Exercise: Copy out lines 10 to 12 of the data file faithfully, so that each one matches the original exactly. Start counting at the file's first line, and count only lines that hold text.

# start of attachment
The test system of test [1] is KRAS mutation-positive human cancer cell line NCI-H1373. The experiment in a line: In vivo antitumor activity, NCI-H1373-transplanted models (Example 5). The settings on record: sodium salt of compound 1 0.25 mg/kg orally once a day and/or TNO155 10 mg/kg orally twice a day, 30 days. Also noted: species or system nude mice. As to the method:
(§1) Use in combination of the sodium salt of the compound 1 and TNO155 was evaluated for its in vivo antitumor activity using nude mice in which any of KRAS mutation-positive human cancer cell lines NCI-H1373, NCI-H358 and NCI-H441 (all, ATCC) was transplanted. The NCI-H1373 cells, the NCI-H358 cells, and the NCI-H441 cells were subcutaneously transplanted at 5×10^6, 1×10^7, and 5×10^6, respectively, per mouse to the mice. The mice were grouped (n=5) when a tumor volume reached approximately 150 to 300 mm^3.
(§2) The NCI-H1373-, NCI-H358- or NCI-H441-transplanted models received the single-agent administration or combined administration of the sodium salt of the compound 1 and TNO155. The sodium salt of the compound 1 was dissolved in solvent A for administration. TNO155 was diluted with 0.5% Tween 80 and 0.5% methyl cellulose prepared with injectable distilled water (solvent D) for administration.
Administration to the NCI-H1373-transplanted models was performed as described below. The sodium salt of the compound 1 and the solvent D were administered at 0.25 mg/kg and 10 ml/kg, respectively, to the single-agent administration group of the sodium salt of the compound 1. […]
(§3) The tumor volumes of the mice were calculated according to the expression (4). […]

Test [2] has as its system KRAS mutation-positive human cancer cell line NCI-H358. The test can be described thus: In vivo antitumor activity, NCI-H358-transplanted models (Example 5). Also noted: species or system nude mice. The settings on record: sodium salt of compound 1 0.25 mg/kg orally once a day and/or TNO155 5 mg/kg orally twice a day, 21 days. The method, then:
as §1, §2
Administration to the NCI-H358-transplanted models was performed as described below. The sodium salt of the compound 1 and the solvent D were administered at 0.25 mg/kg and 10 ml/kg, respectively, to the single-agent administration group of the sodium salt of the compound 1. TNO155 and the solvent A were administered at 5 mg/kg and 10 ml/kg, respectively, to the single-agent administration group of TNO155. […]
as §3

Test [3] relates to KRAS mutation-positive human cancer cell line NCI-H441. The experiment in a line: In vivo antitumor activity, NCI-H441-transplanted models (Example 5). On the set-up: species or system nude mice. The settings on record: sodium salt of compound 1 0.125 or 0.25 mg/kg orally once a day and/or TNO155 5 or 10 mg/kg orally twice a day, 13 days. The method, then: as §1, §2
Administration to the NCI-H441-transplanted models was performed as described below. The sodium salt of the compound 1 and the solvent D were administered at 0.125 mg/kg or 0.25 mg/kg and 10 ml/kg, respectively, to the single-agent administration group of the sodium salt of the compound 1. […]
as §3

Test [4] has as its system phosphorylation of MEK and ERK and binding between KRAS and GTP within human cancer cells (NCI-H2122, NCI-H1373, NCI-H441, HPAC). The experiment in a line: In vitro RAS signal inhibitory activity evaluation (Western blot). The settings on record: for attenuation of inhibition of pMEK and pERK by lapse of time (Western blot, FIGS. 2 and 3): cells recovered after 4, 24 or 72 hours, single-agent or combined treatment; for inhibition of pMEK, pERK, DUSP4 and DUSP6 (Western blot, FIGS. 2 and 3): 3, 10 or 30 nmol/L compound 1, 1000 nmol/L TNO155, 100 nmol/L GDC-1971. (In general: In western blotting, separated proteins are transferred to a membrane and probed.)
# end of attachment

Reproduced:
Test [3] relates to KRAS mutation-positive human cancer cell line NCI-H441. The experiment in a line: In vivo antitumor activity, NCI-H441-transplanted models (Example 5). On the set-up: species or system nude mice. The settings on record: sodium salt of compound 1 0.125 or 0.25 mg/kg orally once a day and/or TNO155 5 or 10 mg/kg orally twice a day, 13 days. The method, then: as §1, §2
Administration to the NCI-H441-transplanted models was performed as described below. The sodium salt of the compound 1 and the solvent D were administered at 0.125 mg/kg or 0.25 mg/kg and 10 ml/kg, respectively, to the single-agent administration group of the sodium salt of the compound 1. […]
as §3